For Faculty

Faculty who sponsor student UTRA projects not only benefit from the assistance with a particular research or course development project; they are also energized by the fresh insights that undergraduates bring to their work. UTRAs provide faculty with an opportunity to mentor a nascent scholar in their field, a uniquely satisfying form of teaching.  Faculty sponsoring more than one UTRA proposal (unless team UTRAs) typically only get one award per semester/summer.  Under extraordinary circumstances, when (1) very strong and clear justifications are made for each submitted proposal, (2) both proposals are deemed fundable by the UTRA Review Committee, and (3) funds are available, proposals beyond the first are wait-listed and may be funded. 

Faculty sponsoring team UTRAs should document the specific contributions of each student to the overall project, with attention to the integration of individual students into the research team. Proposals that fail to address the team aspect of these proposals may not be reviewed by the UTRA Review Committee.

The UTRA program expects to fund a particular student/faculty collaborative pair only once in a student’s tenure at Brown, and students continuing on in a faculty member’s research program will typically receive support from other funding sources. In very rare instances, projects pursue new research directions or other special circumstances may arise, and these may receive special consideration.

Eligibility

Sponsors of undergraduate collaborations are normally members of the faculty holding teaching appointments. Research faculty who wish to sponsor UTRAs should describe their past and current experience working with undergraduates. Prospective UTRA sponsors are encouraged to review the Applying for an UTRA section of this website for instructions and insight into the selection criteria.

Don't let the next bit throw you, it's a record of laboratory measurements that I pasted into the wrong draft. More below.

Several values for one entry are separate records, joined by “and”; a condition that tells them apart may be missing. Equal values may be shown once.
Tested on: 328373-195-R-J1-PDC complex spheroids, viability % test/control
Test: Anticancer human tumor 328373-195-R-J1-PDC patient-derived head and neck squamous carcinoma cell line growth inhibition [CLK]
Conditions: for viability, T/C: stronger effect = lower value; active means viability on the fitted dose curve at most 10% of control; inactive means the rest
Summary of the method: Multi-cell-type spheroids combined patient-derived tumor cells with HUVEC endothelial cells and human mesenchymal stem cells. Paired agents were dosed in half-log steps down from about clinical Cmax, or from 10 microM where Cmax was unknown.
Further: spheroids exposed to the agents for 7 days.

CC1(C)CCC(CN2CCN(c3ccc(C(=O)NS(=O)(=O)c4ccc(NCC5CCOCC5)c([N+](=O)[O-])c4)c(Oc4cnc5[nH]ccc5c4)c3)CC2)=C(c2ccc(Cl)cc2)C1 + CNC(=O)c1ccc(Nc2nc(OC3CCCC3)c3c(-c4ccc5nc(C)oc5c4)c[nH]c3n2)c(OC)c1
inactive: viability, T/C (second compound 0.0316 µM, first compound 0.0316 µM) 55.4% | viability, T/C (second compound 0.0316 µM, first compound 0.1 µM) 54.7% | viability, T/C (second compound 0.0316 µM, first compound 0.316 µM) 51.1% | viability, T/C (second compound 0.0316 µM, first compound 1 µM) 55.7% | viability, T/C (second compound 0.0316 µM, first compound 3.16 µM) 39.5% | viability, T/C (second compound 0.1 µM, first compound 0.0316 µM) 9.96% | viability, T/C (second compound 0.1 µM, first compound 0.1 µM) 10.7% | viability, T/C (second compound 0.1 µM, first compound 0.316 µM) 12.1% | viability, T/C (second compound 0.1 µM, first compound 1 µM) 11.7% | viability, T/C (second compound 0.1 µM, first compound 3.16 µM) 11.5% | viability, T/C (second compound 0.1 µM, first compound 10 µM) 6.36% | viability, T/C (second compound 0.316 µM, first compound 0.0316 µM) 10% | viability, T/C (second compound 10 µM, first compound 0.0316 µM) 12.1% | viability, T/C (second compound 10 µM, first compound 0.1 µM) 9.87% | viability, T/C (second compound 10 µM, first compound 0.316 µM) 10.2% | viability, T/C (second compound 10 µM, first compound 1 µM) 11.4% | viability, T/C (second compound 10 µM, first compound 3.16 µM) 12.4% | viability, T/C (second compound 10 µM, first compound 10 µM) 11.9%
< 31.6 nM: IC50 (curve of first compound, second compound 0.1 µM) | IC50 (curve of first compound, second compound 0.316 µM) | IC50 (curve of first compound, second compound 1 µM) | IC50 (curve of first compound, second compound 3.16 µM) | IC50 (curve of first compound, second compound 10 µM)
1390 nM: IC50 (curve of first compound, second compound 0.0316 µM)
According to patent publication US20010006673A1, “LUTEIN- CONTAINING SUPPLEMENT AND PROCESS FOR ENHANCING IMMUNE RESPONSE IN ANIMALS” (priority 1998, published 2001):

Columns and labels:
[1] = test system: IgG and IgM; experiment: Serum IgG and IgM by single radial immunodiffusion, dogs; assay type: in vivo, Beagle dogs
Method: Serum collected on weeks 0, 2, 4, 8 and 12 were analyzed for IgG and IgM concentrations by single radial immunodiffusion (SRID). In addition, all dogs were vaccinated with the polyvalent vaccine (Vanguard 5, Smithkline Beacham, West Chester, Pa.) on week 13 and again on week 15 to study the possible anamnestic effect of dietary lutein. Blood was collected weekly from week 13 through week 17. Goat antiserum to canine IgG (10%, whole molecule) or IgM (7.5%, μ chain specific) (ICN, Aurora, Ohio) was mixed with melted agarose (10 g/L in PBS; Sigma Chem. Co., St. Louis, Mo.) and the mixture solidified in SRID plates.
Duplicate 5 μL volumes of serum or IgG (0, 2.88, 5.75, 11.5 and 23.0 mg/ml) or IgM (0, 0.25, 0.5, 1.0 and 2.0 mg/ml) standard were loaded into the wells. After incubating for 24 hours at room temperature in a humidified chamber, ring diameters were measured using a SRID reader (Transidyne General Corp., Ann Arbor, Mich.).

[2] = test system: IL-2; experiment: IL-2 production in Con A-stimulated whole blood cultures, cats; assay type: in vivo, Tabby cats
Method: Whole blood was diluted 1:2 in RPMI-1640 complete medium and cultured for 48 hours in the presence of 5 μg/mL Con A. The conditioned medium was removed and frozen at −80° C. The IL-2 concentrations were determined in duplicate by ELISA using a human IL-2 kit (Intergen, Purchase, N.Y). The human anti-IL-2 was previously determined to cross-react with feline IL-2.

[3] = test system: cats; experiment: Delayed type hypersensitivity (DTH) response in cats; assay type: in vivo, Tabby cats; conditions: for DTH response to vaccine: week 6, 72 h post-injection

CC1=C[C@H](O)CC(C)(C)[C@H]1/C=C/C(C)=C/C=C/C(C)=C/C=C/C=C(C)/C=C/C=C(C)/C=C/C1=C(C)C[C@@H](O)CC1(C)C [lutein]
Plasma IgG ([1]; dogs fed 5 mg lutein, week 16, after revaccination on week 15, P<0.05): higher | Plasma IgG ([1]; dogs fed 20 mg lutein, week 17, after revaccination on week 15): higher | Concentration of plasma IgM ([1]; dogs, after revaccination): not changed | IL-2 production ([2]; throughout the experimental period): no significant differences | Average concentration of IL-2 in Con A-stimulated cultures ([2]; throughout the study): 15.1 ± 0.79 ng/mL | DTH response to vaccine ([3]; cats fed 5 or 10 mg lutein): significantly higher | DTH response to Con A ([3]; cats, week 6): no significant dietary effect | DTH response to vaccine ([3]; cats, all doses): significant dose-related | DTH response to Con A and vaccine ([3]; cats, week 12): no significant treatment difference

Components of a Successful UTRA

Applications should show evidence of collaboration between student and faculty. The goal of the UTRA is not to assign students into prefabricated summer jobs, but to support opportunities that serve the intellectual interests of both parties.  Contact between students and faculty MUST be structured into the project. The UTRA Review Committee expects that the student and faculty member will meet a minimum of once per week to discuss the ongoing work. Students should not be expected to work independently for long stretches without adequate mentoring.  Faculty need to write their portions of the application with careful detail, especially as regards to how well they know the student and how they propose to guide and mentor the student. Faculty are also required to describe the feasibility of the project with proposal timeline for what will be accomplished during the ten week period if their proposal is selected for funding. 

Since the nature of projects varies greatly, the UTRA program does not enforce specific start and end dates for summer research. Students and faculty decide on mutually agreeable dates for their UTRA projects to begin and end. Our expectation is that the projects will span a ten-week period and students will devote at least thirty-five hours per week to their projects.

By University policy, students cannot earn both course credit and wages or stipends for the same research hours. Therefore, we cannot award UTRAs to students who will be concurrently enrolled in an independent study or honors thesis course for the same project.